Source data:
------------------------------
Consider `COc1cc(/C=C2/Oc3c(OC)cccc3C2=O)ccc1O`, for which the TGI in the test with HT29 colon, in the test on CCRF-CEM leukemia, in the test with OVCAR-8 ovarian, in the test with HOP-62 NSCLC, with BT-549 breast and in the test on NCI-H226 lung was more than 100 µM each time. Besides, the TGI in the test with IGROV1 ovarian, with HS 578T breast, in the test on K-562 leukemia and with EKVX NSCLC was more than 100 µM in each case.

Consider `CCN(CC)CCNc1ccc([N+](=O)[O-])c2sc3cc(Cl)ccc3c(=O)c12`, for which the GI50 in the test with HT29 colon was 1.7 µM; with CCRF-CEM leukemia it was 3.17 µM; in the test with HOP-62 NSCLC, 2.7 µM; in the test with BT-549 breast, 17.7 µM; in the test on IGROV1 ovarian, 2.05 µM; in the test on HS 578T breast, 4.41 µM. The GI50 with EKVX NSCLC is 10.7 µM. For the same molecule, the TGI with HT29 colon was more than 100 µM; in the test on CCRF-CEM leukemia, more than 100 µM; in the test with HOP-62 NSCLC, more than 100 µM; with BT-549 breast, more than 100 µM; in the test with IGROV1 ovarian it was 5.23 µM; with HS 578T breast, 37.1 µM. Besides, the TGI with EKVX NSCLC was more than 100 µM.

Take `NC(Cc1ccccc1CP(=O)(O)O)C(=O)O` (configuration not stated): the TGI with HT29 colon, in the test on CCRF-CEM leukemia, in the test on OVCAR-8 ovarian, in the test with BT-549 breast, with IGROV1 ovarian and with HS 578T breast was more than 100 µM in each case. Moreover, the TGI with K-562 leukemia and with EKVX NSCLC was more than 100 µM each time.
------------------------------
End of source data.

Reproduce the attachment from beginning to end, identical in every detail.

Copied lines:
Consider `COc1cc(/C=C2/Oc3c(OC)cccc3C2=O)ccc1O`, for which the TGI in the test with HT29 colon, in the test on CCRF-CEM leukemia, in the test with OVCAR-8 ovarian, in the test with HOP-62 NSCLC, with BT-549 breast and in the test on NCI-H226 lung was more than 100 µM each time. Besides, the TGI in the test with IGROV1 ovarian, with HS 578T breast, in the test on K-562 leukemia and with EKVX NSCLC was more than 100 µM in each case.

Consider `CCN(CC)CCNc1ccc([N+](=O)[O-])c2sc3cc(Cl)ccc3c(=O)c12`, for which the GI50 in the test with HT29 colon was 1.7 µM; with CCRF-CEM leukemia it was 3.17 µM; in the test with HOP-62 NSCLC, 2.7 µM; in the test with BT-549 breast, 17.7 µM; in the test on IGROV1 ovarian, 2.05 µM; in the test on HS 578T breast, 4.41 µM. The GI50 with EKVX NSCLC is 10.7 µM. For the same molecule, the TGI with HT29 colon was more than 100 µM; in the test on CCRF-CEM leukemia, more than 100 µM; in the test with HOP-62 NSCLC, more than 100 µM; with BT-549 breast, more than 100 µM; in the test with IGROV1 ovarian it was 5.23 µM; with HS 578T breast, 37.1 µM. Besides, the TGI with EKVX NSCLC was more than 100 µM.

Take `NC(Cc1ccccc1CP(=O)(O)O)C(=O)O` (configuration not stated): the TGI with HT29 colon, in the test on CCRF-CEM leukemia, in the test on OVCAR-8 ovarian, in the test with BT-549 breast, with IGROV1 ovarian and with HS 578T breast was more than 100 µM in each case. Moreover, the TGI with K-562 leukemia and with EKVX NSCLC was more than 100 µM each time.